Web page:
A Taste of Paris: Interview with American Author David Downie

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A Taste of Paris: Interview with American Author David Downie
David Downie is a native San Franciscan who moved to Paris in the mid-1980s and now divides his time between France and Italy. He is the author of over a dozen nonfiction books, two thrillers, and two apps: one about the history of Paris (from 8000 BC to the present), and another about the food and wine of Rome. His travel, food and arts features have appeared in many print magazines and newspapers, and on dozens of websites, and his nonfiction works include several critically acclaimed books about Paris and France, among them Paris, Paris: Journey into the City of Light; Paris to the Pyrenees; and A Passion for Paris: Romance and Romanticism in the City of Light. Downie is also co-owner and operator (with his wife, photographer Alison Harris) of Paris, Paris Tours–which offers custom walking tours of Paris, Burgundy, Rome and the Italian Riviera. Downie recently took the time to answer Janet Hulstrand’s questions about his next book, A Taste of Paris: A History of the Parisian Love Affair with Food, which will be released in September, in this interview for Bonjour Paris. JH: What made you decide to write A Taste of Paris? Was there a sudden inspiration of some kind, or was it a more organic process? DD: It was a combo platter, so to speak: for decades I have thought of Paris in terms of its culinary cityscape but I had never realized that the cityscape of food and wine corresponded to an astonishing degree with the history of the city, and specifically the history of French food and wine. While researching and writing A Passion for Paris, my earlier book about Romanticism and romance in the City of Light, I stumbled upon lots of food-related material. One day a light clicked on. I saw Paris as a giant banquet table, the topography, cityscape, history and food all beautifully organized, spiraling outward from the Ile de la Cité, the core of Paris. It was very exciting. I must have had lots to drink—and it was not wine from Paris. JH: The subtitle of A Taste of Paris is “A History of the Parisian Love Affair with Food.” Toward the beginning of the book you say that although the recipes in Taillevent’s 14th century cookbook might be regarded as marking the beginning of the Parisian love affair with food, you continue by saying that you actually believe that started “when Paris was named Lutetia.” Can you explain what you mean by that? When did the French, or at least the Parisian obsession, or passion for food begin? And why then? DD: An excellent question, and it took me the entire book to answer it, so I won’t be able to manage that here. What I can say is, the Ancient Romans, who arrived in 53 or 52 BC (depending on which sources you consult), conquering the ragtag army defending the settlement known as Lutetia Parisiorum, brought with them their often excessive love of food and wine. The Gallic tribe they ousted or subsumed—the Parisii, hence the ancient and current name of the city—were not gourmets by any measure. The Roman passion for gourmandizing and guzzling was adopted and adapted, and lived on despite “barbarian” invasions, changes of dynasty, plague, famine, war, rioting, urban rebuilding, floods, and so forth. It underlies the Parisian love for entertaining. Think of it as the operating system buried beneath all those programs and apps on your laptop or smartphone. JH: You identify Jean Antheleme Brillat-Savarin’s The Physiology of Taste, which was published in 1825, as “the cornerstone of France’s intellectual appreciation of food and wine.” What was it that Brillat-Savarin introduced, or perhaps just formalized, that had this effect? DD: Brillat-Savarin was a food-loving dilettante with a solid grounding in science, specifically medical science, and though he was a magistrate his real passion was food and, to a lesser degree, wine. (Baudelaire really beat him up over his supposed lack of enthusiasm for wine, but Baudelaire was largely off the mark). Brillat-Savarin took the scientific notions of his day, applied them to appetite, digestion, health, happiness and so forth, and borrowed a great deal about food and entertaining from the other great food theorist of the day, Grimod de la Reynière. The thing about Brillat-Savarin is he was a natural-born writer and storyteller, an enthusiast, and he was also positive, whereas Grimod de la Reynière was corrosive, ironic, sardonic and possibly (probably) devoted as much energy to poking fun at self-styled gourmets as he did elucidating the rules of good eating, drinking and entertaining. Brillat-Savarin was a stylist. That’s why non-French audiences might possibly be less overwhelmed by his work. But for the French, because he intellectualized science and gourmet dining, and did so with flair, he is God. JH: I’ve heard some pretty heated debates about the difference in meaning between the words “gourmet” and “gourmand” in French. Can you settle this debate for me and for readers of BP? What is the difference between the two? And also, while we’re on the subject–kind of–what is your opinion of the word “foodie,” in English? DD: I’m afraid I can’t settle the debate because it is an open question. Put it this way, the word “gourmet” is used much more often in America and the U.K. than in France, where it is replaced by “gastronome” or “gastronomic” (gastronomique). Gourmet is pretentious. Followers of persnickety food theorists might use it. But the French are pretty relaxed about all this. It’s Americans who get heat up about the difference. A gourmand in any case is someone who loves food, possibly immoderately, meaning he or she likes lots of it. You might joke in France and specify that you’re gourmand or gourmande if you want to fess up to wanting a second helping, or prefer the chocolate…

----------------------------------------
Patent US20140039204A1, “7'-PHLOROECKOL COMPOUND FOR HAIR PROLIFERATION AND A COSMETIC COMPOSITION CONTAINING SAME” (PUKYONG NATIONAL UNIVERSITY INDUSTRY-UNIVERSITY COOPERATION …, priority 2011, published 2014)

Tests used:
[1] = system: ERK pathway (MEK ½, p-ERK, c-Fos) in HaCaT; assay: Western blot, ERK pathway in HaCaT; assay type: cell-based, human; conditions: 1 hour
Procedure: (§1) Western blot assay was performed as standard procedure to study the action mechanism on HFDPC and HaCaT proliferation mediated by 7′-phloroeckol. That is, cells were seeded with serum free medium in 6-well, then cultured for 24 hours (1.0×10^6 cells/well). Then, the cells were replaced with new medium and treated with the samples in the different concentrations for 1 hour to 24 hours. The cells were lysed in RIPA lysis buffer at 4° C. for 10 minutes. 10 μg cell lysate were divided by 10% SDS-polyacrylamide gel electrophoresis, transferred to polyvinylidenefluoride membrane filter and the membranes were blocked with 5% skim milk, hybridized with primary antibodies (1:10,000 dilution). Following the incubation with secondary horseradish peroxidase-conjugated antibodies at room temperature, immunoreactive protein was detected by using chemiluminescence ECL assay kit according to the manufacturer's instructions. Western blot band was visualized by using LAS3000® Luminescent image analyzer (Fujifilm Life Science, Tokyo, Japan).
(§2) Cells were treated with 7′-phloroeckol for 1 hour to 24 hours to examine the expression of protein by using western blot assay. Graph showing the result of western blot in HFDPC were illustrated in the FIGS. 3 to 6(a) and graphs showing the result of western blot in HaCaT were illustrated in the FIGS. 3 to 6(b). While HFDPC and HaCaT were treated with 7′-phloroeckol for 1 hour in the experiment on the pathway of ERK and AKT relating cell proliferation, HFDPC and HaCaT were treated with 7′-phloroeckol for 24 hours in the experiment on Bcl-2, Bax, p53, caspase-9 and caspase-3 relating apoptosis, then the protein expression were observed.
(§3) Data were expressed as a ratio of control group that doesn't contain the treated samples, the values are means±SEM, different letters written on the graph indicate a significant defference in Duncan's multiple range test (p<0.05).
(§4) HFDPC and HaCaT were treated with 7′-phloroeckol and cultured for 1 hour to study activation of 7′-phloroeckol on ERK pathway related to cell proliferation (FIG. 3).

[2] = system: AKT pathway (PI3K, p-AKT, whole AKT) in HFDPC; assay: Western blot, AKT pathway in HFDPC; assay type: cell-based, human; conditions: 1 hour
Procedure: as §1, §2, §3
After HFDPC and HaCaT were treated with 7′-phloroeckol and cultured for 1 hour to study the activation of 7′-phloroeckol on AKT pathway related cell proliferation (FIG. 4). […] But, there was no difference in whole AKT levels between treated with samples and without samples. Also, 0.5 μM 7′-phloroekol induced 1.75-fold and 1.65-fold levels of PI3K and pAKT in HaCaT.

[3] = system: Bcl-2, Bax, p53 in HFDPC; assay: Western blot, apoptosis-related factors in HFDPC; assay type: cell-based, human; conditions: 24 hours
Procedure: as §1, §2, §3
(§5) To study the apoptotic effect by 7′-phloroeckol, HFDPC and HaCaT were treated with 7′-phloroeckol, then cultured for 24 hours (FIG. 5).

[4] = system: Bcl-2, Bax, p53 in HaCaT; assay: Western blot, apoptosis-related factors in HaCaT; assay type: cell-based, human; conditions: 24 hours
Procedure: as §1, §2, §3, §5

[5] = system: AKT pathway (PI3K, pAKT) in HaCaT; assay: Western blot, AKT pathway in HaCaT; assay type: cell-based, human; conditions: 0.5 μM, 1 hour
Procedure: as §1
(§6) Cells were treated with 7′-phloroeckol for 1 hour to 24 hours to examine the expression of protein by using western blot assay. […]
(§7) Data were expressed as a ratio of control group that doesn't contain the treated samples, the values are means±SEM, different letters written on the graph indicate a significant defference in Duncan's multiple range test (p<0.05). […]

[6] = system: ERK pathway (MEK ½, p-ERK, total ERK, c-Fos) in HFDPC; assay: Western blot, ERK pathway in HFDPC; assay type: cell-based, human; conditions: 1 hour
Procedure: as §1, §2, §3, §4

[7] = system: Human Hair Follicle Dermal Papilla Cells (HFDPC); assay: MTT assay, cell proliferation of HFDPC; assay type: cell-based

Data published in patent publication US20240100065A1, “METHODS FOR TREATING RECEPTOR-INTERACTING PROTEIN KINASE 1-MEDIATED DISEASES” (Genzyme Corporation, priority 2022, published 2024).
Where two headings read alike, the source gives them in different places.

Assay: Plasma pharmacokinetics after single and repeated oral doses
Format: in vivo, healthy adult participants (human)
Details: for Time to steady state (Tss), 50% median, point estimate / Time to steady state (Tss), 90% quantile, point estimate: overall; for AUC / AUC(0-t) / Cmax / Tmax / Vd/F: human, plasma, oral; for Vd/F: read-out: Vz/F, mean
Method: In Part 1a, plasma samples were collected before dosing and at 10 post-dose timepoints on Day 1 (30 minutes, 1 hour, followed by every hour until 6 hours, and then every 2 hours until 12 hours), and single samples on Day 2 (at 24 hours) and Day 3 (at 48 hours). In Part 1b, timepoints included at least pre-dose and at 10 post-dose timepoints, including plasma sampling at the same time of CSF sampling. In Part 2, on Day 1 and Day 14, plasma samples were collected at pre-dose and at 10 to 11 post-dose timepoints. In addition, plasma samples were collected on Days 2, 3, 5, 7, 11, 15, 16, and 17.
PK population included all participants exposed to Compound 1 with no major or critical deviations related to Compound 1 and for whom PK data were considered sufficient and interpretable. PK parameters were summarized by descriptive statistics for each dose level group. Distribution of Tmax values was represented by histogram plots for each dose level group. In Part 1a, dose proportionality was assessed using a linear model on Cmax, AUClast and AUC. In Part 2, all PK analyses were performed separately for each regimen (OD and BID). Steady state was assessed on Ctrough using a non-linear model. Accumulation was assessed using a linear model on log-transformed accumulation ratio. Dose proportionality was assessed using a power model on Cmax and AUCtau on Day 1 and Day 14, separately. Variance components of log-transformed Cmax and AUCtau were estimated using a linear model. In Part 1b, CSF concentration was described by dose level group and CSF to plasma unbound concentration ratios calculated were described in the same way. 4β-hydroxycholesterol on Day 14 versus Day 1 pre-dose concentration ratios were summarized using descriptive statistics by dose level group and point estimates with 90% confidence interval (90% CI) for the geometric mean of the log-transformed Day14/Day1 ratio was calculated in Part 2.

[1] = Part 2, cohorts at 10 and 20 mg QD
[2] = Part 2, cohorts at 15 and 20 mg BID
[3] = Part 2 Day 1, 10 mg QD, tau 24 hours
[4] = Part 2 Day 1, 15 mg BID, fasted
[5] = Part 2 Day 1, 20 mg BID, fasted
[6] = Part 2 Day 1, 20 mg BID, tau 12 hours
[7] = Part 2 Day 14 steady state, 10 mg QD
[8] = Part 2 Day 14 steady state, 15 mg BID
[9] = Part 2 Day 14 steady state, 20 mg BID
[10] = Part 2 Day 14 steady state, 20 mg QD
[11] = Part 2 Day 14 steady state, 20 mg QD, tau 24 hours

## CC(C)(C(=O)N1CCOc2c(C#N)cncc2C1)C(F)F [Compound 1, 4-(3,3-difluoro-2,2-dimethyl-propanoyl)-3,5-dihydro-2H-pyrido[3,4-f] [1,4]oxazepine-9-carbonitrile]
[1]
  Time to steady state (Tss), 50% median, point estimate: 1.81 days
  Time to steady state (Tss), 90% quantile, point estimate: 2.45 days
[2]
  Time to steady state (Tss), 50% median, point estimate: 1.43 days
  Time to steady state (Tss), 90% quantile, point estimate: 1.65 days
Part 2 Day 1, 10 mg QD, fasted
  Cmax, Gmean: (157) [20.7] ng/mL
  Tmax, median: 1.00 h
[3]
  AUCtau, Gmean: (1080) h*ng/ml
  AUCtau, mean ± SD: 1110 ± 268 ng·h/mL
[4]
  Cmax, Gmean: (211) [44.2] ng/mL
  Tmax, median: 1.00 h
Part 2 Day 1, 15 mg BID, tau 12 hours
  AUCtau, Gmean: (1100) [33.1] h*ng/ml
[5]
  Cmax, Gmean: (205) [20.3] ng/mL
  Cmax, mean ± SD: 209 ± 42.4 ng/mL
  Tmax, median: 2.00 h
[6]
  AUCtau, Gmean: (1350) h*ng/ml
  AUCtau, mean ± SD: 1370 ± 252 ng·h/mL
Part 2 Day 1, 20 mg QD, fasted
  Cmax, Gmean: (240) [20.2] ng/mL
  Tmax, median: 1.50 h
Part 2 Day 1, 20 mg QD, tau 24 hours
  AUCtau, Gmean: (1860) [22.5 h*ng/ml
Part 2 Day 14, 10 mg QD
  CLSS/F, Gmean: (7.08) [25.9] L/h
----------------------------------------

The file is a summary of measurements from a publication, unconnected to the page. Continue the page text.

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Janet Hulstrand is a freelance writer, editor and teacher who divides her time between France and the U.S. She is the author of "Demystifying the French: How to Love Them, and Make Them Love You," and she writes frequently on France for a variety of publications, including her blog, Writing from the Heart, Reading for the Road. She teaches “Paris: A Literary Adventure” for the education abroad program of Queens College of the City University of New York; classes at Politics & Prose bookstore in Washington D.C.; and Writing from the Heart workshop/retreats in Essoyes, a beautiful little village in the Champagne region (l’Aube).